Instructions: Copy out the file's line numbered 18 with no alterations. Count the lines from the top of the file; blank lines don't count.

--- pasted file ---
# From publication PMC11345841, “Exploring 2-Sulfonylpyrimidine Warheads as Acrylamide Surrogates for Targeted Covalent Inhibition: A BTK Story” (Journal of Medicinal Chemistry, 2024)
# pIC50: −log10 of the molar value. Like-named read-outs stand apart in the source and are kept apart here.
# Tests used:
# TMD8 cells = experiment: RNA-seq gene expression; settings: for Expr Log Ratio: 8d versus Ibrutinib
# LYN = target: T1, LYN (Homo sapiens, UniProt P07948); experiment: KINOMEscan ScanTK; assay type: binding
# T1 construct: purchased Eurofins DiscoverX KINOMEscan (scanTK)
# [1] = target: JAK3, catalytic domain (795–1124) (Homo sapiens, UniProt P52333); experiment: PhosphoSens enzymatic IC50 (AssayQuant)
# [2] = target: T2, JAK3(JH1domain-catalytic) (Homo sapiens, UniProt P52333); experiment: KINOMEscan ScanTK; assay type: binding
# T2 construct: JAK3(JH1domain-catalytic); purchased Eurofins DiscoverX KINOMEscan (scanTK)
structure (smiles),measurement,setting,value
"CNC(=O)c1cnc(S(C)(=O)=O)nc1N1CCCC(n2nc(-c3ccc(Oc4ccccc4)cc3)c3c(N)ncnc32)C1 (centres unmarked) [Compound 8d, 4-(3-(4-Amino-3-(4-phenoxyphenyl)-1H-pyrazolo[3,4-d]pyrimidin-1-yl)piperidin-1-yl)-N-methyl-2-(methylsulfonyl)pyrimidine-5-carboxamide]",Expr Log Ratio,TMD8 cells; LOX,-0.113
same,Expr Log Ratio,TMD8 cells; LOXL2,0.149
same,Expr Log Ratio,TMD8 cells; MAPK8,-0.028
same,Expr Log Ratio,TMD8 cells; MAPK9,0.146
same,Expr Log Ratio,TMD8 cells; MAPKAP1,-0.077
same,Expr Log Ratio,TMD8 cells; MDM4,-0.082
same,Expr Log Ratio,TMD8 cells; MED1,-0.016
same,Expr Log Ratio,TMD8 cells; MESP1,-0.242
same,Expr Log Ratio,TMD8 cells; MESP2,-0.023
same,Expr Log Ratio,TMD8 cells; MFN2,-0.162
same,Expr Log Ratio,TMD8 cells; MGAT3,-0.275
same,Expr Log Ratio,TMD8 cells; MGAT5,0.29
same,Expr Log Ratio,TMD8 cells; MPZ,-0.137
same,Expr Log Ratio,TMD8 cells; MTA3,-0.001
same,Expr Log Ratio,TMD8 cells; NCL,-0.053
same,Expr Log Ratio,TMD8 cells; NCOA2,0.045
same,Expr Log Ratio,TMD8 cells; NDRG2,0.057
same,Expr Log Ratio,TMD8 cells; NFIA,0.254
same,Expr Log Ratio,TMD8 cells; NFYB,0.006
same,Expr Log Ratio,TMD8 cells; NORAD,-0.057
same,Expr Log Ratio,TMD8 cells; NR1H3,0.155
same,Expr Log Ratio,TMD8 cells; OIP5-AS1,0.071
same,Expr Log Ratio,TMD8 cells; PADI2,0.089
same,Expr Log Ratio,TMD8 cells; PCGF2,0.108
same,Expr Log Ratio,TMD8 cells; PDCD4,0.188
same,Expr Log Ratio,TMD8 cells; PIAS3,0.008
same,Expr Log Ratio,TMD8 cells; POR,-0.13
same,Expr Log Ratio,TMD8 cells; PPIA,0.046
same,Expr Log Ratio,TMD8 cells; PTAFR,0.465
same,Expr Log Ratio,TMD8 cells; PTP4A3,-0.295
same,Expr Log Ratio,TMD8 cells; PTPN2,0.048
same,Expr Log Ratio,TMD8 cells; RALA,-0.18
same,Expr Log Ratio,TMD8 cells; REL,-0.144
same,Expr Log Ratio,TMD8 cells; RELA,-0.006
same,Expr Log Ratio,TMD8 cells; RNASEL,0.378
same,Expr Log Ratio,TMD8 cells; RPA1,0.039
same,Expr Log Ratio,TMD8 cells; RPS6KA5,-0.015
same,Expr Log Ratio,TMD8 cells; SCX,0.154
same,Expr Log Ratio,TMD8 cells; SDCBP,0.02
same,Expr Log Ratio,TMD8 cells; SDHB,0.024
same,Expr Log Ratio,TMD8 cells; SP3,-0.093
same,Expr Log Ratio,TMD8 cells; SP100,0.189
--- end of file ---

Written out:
same,Expr Log Ratio,TMD8 cells; MESP1,-0.242